I remember my first Magic tournament. Admittedly, it wasn’t very long ago. It was Worldwake Game Day at my local store. I had proudly built a White Weenie Equipment deck that I thought was amazing. I’d win, and everyone would say, “oh, wow, you are so good.”
Well, I didn’t win. I had no idea what people played in Standard or that there were big competitions with carefully tuned decks that people would copy, nor the concept of a metagame to think about and work around. Game Day is hardly the most cutthroat environment, and only a few Spikes will actually have the deck. But the higher you go, the more tuned and precise decks are, and yours needs to be as well if you want to compete. So, how do you prepare for you first big competition like a Grand Prix? Today I will share my preparation for GP Ghent, which is my second major excursion into Legacy, and the first time I’ve actually tried to prepare for a big Legacy event.
The preparation for a format like Legacy or a mid-season Standard tournament is very different from preparing for a Pro Tour. For the Pro Tour, you always have minimal information to go on, and as much as I’d like to be, I am not the person to write about that. Try asking LSV. Anyway, I hope that if you are new to the tournament scene, or thinking of attending your first GP, or just want to improve your tournament preparation, you will find this article useful. Without further preamble, onto the meat (or vegetables, given I’m veggie).
“Knowledge is Power” – Francis Bacon: De Haeresibus
Three months ago I couldn’t watch a game of Legacy. I didn’t know what half the cards did, which makes watching those matches a rather frustrating and tedious experience. As a newer Magic player, I just don’t have an extensive knowledge of what the cards that only show up in Legacy do. Sitting down and memorizing every card that might turn up in a Legacy event seemed like overkill, so I settled for learning the big decks.
But wait, what are the big decks?
For any given format there is a wealth of information out there about what is successful. Many of you are already familiar with the following sites, but if not, make sure to bookmark them. They are invaluable for keeping an eye on what is happening:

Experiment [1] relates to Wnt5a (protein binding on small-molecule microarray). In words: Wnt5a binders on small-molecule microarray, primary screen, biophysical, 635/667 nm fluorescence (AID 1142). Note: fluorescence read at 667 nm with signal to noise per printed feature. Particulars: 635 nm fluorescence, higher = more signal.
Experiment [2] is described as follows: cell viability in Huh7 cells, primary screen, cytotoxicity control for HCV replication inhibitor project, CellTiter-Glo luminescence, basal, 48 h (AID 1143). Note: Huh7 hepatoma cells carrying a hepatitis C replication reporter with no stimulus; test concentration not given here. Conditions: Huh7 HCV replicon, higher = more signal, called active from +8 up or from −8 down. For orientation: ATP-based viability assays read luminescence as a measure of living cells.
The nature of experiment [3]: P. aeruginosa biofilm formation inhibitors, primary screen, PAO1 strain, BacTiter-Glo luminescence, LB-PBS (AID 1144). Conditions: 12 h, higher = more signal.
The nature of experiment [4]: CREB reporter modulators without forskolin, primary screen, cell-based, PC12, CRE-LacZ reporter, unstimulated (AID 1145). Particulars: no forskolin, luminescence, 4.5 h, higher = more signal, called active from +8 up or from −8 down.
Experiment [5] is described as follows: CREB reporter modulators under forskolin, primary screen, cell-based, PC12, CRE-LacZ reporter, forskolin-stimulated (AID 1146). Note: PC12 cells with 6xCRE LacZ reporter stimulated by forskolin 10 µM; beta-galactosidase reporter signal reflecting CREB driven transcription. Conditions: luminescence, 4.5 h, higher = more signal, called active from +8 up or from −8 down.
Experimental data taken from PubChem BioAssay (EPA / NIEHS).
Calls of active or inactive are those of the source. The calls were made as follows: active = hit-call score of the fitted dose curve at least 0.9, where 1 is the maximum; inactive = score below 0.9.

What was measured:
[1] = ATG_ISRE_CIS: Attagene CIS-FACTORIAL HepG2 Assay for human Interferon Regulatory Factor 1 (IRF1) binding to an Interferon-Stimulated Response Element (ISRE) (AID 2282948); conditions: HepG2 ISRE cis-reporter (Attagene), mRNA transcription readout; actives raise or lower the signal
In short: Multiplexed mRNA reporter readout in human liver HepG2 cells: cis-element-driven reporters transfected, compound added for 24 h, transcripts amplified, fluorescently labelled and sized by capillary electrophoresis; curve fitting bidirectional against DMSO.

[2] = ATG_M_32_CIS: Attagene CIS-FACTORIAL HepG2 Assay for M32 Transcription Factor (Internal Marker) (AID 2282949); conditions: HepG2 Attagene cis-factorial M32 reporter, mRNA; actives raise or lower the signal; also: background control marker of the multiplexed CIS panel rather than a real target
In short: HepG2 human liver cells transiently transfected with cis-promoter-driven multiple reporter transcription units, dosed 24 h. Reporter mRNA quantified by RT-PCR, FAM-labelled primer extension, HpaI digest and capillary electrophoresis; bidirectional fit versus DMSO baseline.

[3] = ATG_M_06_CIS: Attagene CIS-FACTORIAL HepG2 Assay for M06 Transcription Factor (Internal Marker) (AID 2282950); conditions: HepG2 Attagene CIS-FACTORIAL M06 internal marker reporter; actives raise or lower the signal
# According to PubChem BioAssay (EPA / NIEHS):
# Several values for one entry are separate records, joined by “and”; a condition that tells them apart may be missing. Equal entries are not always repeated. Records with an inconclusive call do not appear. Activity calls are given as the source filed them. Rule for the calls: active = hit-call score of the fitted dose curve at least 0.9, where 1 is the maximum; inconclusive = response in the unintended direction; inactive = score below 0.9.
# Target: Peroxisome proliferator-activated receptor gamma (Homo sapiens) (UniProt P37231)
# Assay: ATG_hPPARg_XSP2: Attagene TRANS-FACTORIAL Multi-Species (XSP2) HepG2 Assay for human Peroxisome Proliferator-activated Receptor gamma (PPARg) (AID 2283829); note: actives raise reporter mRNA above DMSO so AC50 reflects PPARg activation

If you scroll down the page, on the right is a link to all the decklists from Daily Events that went 3-1 or better along, with decklists from Premier Events and online PTQs. When I do metagame analysis for Standard, this is where I go—and I usually take the last 20 Daily Events and count archetypes. It’s important to look over several events because of the natural variance in Magic. I wish it were possible to access all the lists that had entered, since that would be an even better indicator for success; but alas, it is not. Notably, MTGO is useful for looking at Standard, Modern, and Block lists; but Legacy does not have the same card pool online as in real life, and so it is a poor indicator for an actual tournament.
Star City Games runs regular weekend tournaments: Standard on Saturday and Legacy on Sunday. The Top 32 lists are normally made available from the events. They are a great resource for Legacy, since they are the only regularly run events. For Standard, I think their metagame is a little inbred, so don’t use them as your only point of reference.
TCG player keeps a record of many decklists from various events (I have linked to the Standard lists, but you can finds others under the ‘decks’ heading), including the two above. However, I listed the other two as separate resources since TCG player can be overwhelming. With so many lists, you have to be careful to observe the Location and Finish columns, otherwise you end up looking at someone’s random brew. As a bonus, on the front page for Standard they give you the decks by Top 8 frequency from when the last expansion was added, but that doesn’t tell you what the metagame is up to right now. So again, caution is important. Still, when I want to look at lists for a particular deck, this is where I head, as I can take an average across many recent lists.
Those are the three major places I go to get a handle on what people are playing. But there are other resources available.
Phone a Friend, or Ask an Expert
Seeking the opinion of people with more knowledge than yourself is a sensible approach. I know it may seem like asking directions, which for my male readers may seem hard, but there is no shame in this.
I asked several regular Legacy players which decks I should focus on, and which would suit my playstyle best. For reference, the “big decks” I should learn were RUG Delver, Reanimator, Maverick, Sneak and Show, and Stoneblade, with with the caveat that I should at least be aware of how Dredge and Elves work. Given I had a couple of months, this seemed a sensible workload for me.